• Another Long Beach must is Beachwood BBQ and Brewery. They brew phenomenal IPA’s – the Brewmaster, Julian Schrago, has won multiple awards for his IPAs. Their “tater tot casserole” (tater tots, duck gravy, smoked cheese curds) is sinfully delicious and their pulled pork sandwich on pretzel bun is perfection. Not to mention great happy hour deals!

  • Thanks for everyone pointing out Lord Windsor… Discovered it right after I submitted this! :) Will make for a good follow up. And I can’t wait to check out some of the other additions you all mentioned… I kept finding more and more cool things about Long Beach through this and am excited to continue doing so!

  • I too have a love/love not so much at times relationship with Long Beach. It’s our main residence during the work week. However, I have found a new sense of appreciation for the city with our weekend escapes to the desert home. Long Beach has a great lineage of beach living with oil rig roots that create such a unique flavor throughout all of these neighborhoods in the LBC. I suggest eating at the newly re-opened Christie’s in Belmont Hts., and Los Compadres in the re-branded area of the Zaferia District on Anaheim/Redondo. I also hear that the new Simmzy’s in Belmont Shores is quite delicious.

  • don’t forget to try the french toast at starling diner! and please come say hi in the cliff may neighborhood as mentioned by emma. we’re fun and friendly people who love our homes and our city :)

  • You left out two Belmont Shore stores that are TREASURES: LUNA and FERN’S Garden, both located on 2nd Street. Fern is dedicated to the American Handcrafted and Fair Trade gifts . Luna has gorgeous jewelry, glass items and more.

  • Sharon, this is a fantastic write-up!! As an OC transplant from LA, I’ve yet to really explore Long Beach, but now I’ve got a fabulous list of places to check out! Can’t wait! :)

  • I love visiting Long Beach and thank you for all the good reasons to visit again soon! Just like OC and LA, there are always interesting and good people to meet . . . as long as you enter with your heart open. This review would have stronger without the generalizations of the neighboring communities.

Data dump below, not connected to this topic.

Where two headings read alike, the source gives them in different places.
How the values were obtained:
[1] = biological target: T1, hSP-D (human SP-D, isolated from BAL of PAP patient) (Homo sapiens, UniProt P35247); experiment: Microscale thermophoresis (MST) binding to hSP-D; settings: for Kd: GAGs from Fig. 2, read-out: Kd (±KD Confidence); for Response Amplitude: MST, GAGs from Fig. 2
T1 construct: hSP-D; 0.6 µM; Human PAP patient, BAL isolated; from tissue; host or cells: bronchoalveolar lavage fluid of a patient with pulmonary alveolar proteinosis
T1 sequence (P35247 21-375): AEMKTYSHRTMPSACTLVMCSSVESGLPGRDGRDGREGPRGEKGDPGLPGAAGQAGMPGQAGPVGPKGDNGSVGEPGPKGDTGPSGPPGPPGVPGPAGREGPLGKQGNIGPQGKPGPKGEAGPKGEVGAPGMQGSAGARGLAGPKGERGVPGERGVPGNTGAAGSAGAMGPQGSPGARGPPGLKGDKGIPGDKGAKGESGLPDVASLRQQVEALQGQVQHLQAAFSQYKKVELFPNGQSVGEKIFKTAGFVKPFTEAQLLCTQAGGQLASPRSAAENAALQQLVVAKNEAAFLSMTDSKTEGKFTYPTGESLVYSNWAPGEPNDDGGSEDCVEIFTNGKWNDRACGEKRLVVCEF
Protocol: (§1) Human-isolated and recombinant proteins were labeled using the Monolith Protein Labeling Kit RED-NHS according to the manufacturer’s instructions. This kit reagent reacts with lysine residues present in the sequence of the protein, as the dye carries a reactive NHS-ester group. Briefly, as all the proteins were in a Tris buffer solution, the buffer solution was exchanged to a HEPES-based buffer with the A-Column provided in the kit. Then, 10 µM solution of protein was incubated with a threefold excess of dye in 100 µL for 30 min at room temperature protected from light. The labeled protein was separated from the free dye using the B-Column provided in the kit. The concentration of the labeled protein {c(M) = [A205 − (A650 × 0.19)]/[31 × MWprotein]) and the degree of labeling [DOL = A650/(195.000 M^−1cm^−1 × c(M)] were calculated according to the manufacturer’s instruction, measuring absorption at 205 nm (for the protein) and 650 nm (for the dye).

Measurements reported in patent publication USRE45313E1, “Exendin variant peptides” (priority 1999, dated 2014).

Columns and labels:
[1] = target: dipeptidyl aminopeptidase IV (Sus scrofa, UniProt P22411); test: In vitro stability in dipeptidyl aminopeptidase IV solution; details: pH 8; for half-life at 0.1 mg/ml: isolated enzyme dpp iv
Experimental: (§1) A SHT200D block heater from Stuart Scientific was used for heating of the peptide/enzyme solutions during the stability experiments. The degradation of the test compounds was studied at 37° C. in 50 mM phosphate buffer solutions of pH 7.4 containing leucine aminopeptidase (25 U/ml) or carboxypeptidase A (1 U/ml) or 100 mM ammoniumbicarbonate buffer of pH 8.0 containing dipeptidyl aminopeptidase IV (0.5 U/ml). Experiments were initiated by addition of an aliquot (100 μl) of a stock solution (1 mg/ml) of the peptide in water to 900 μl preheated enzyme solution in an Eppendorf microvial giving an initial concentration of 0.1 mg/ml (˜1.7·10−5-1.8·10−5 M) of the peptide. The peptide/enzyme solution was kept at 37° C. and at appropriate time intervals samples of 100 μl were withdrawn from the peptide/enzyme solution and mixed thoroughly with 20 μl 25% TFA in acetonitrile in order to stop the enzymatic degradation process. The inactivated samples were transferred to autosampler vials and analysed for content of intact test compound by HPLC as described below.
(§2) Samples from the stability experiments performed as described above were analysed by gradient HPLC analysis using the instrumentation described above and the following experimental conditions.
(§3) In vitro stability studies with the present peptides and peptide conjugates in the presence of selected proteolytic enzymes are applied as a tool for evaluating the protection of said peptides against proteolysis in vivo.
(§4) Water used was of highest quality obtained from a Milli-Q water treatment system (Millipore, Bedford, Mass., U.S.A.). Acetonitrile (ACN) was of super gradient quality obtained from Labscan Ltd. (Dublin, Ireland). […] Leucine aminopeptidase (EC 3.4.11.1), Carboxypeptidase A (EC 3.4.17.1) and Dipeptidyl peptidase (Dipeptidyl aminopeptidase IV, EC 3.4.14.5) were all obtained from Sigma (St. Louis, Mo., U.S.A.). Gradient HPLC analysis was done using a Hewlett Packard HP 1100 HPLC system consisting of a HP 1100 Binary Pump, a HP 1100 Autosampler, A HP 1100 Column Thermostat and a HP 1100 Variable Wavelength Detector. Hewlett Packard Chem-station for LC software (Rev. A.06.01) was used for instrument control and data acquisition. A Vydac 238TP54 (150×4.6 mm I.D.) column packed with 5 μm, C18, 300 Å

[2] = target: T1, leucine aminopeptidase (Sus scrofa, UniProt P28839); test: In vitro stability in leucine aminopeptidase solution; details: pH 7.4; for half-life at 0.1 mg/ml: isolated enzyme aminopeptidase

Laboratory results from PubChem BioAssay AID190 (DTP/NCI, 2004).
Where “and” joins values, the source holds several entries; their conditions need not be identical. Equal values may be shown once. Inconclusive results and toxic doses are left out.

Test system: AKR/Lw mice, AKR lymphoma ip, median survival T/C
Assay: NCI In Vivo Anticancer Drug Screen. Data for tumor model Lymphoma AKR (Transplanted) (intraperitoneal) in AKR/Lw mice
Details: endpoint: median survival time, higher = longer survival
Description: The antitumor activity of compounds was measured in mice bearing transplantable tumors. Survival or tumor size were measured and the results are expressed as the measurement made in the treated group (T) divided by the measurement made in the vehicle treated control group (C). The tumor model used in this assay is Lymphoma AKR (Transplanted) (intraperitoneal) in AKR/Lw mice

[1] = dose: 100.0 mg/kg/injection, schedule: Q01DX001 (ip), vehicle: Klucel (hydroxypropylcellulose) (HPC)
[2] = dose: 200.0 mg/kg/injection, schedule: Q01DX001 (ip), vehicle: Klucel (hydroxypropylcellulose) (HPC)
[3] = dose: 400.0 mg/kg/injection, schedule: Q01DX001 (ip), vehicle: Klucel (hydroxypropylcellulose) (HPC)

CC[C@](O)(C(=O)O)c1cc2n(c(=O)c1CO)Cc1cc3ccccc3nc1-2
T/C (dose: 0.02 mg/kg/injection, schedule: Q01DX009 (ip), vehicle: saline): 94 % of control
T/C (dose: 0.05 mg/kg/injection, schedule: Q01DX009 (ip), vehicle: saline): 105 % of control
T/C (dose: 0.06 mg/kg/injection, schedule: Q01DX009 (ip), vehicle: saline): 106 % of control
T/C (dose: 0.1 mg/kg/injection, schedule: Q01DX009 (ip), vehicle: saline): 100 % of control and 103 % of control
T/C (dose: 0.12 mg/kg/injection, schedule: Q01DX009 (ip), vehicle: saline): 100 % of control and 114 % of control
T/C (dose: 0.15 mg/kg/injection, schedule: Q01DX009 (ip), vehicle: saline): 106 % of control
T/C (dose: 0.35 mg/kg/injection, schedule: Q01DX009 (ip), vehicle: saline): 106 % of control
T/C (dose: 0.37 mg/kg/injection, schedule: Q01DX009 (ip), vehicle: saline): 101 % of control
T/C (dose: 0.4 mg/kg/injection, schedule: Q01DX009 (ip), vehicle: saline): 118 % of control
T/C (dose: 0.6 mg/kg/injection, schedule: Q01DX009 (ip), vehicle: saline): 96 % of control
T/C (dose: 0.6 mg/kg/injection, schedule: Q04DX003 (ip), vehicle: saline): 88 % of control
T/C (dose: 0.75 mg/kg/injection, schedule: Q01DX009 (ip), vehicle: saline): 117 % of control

• I live right across the bridge in San Pedro and head over to Long Beach frequently. I’ve been to many of these places and looking forward to checking out others on your list!

    One thing I can’t understand – I hear the Queen Mary getting talked up all the time, but I don’t get why! It is run down, overpriced, and VERY touristy. Of all the awesomeness in LBC, I definitely would point people in a different direction! (But maybe that’s just me).

    Great post though! I definitely need to spend more time in the 4th Street area now that I know what I’m missing out on!

  • Thought of a few to add from the Zaferia District/ Cambodia Town

    – Joe Jost’s 2803 East Anaheim Street — one of the oldest of the many dive bars in the LBC, and still one of the best

    – Sconeage Bakery 4339 Anaheim Street — homemade granola and yummy scones

    – Phnom Penh Noodle Restaurant 1644 Cherry Ave — Recommended by our Cambodian neighbors, and we concur — it’s good. Cheap, and a little different than the noodle houses most So Cal folks are used to.

  • NO city guide can be complete without yarn shops! I need some yarn and knitting needles before I board the Queen Mary for a ghost tour. With my sharp DPNS and circs in hand other-worldly apparitions will be scared of ME. Seriously, I like to be able to get my fibery souvenirs from local shops. A skein or two stitched up months later will bring back fond memories of lost souls aboard the Queen Mary.

  • I lived in Long Beach for six years, and sometimes I still get major heartaches because I miss it so much! One of my favorite restaurants was the Belmont Brewing Company in Belmont Shore – it’s right on the beach, so you can watch the sun set on the patio while drinking my #1 favorite beer of all time: the Strawberry Blonde. Thanks for reminding me of such great memories!

  • A rather comprehensive and well thought out list indeed, but I would argue that Congregation Ale House is almost entirely douchey. Try Beachwood BBQ and Brewery (just a few hundred feet away) instead- better beer, proper table service, and food that will blow you away! The Pike is also a great place and for a dive bar, it has some of the best food around. The kitchen is also open until midnight daily!

  • If you’re looking for antiques and vintage knick-knacks, definitely check out the Long Beach Antiques Malls as well. There’s one on PCH, and another one down the street off of Freeman. The one on Freeman is in a gigantic warehouse, and you could lose yourself in there for hours. I’ve never left that store without purchasing something.